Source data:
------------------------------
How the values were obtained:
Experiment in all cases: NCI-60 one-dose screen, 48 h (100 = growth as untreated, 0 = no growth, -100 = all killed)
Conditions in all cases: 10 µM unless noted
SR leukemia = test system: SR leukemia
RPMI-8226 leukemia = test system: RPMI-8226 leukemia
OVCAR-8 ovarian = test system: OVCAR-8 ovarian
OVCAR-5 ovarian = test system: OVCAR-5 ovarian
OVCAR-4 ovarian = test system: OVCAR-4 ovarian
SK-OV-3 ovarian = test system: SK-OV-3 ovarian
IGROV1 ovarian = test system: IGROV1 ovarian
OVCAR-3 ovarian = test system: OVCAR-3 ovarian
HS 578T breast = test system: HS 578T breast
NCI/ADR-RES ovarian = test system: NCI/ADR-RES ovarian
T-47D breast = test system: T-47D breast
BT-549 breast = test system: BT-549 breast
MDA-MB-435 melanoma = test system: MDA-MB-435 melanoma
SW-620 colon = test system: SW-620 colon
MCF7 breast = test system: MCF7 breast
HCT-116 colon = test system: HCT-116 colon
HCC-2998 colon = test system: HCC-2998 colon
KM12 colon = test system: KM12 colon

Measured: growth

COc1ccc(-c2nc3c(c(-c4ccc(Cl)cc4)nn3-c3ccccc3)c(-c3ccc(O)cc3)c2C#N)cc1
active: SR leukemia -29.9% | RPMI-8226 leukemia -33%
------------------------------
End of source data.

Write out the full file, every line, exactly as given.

How the values were obtained:
Experiment in all cases: NCI-60 one-dose screen, 48 h (100 = growth as untreated, 0 = no growth, -100 = all killed)
Conditions in all cases: 10 µM unless noted
SR leukemia = test system: SR leukemia
RPMI-8226 leukemia = test system: RPMI-8226 leukemia
OVCAR-8 ovarian = test system: OVCAR-8 ovarian
OVCAR-5 ovarian = test system: OVCAR-5 ovarian
OVCAR-4 ovarian = test system: OVCAR-4 ovarian
SK-OV-3 ovarian = test system: SK-OV-3 ovarian
IGROV1 ovarian = test system: IGROV1 ovarian
OVCAR-3 ovarian = test system: OVCAR-3 ovarian
HS 578T breast = test system: HS 578T breast
NCI/ADR-RES ovarian = test system: NCI/ADR-RES ovarian
T-47D breast = test system: T-47D breast
BT-549 breast = test system: BT-549 breast
MDA-MB-435 melanoma = test system: MDA-MB-435 melanoma
SW-620 colon = test system: SW-620 colon
MCF7 breast = test system: MCF7 breast
HCT-116 colon = test system: HCT-116 colon
HCC-2998 colon = test system: HCC-2998 colon
KM12 colon = test system: KM12 colon

Measured: growth

COc1ccc(-c2nc3c(c(-c4ccc(Cl)cc4)nn3-c3ccccc3)c(-c3ccc(O)cc3)c2C#N)cc1
active: SR leukemia -29.9% | RPMI-8226 leukemia -33%